Educational Planner

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The Educational PlannerTraditional medical teaching tends to be reductive in nature – any curriculum, used on its own, will reinforce this tendency.

This planner was devised to counteract this and to provide a framework within which any chosen subject could be explored.

The planner consists of a series of questions, not all of which will be appropriate to every topic and, if applied systematically, little of importance will be left out. The words on the right-hand side of the planner merely act as a quick reference guide to the contents of each section.

Questions Key concepts
The historical context
Is this a new issue?
What is the national picture and incidence?
What factors have caused change?
What changes have and will occur?
changing pattern
Pathological? Sociological?
Do we need to discuss this?
Patient care
Is the problem fully assessed in physical, psychological and social terms? problem assessment
Are the patient’s perceptions and anxieties explored ? patient’s beliefs
What are the effects on the family, friends and society? effects on others
What are the problems with selective history taking?
selective physical examination?
selective investigations?
selectivityclinical diagnosis
How will emergency care be affected by competence and facilities? emergency care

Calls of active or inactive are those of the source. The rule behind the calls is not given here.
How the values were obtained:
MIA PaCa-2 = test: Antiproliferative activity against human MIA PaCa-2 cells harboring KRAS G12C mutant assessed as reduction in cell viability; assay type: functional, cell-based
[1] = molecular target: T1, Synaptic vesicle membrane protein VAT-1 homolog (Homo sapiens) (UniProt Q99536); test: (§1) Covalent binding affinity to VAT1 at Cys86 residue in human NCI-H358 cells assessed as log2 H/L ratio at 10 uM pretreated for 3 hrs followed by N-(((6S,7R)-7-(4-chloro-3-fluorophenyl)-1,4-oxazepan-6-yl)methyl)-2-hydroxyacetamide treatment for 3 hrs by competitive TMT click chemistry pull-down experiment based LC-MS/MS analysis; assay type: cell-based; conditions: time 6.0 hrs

Does patient management involve surgery, drugs, psychotherapy, nursing or anything else?
What are the problems with these areas of patient management?
patient management
Is the family involved? patient’s family
How can the team help? team support
Should the problem be followed up? If so, how?
Is there a place for health education, screening, case finding, or any other preventive activity? education & prevention
How can we monitor the care we are giving? audit
What are the legal, contractual and insurance considerations? obligations 
What are the ethical considerations? ethics
With whom do we need to communicate?
Do any special skills need to be learned?
consultation skills
Where and how do we communicate? settings
Will any changes occur in relationships between the patient, the doctor, and the team? practice team
Are meetings necessary and who should facilitate them? meetings
How do patients acquire responsibility for their own management? patient responsibility
Is there a role for support groups? support groups
Should there be a protocol and what should be in it? protocol
What is the responsibility of each team member?
Where are the lines of accountability?
What equipment and facilities are necessary? equipment & facilities
Will change affect people, affect time, affect finances, affect systems? change
personnel management
What recording system is needed? How do we protect confidentiality? records & confidentiality
Is the organisation acceptable to the patient? acceptability
Is time and its management a problem for anyone? time management
How do patients obtain access? access
Professional values  
What are the implications of our attitudes, prejudices and values?
How do material and psychological rewards affect our behaviour?
Are there cultural, racial and sexual considerations?
How do we respect patient dignity and confidentiality? patient respect
Do we monitor and protect our own physical and mental health? health
How do we support other members of the team? support
How do we demonstrate that we accept responsibility? responsibility
Personal and professional growth  
Can the doctor identify her own strengths, weaknesses and emotional needs?
How does she cope with her own anxieties?
Does she seek peer review?
Does she improve performance by assessment?
Does she support the educational and personal needs of those around her?
seeking excellence
Does she accept change? accepting change


Source: RCGP Occasional paper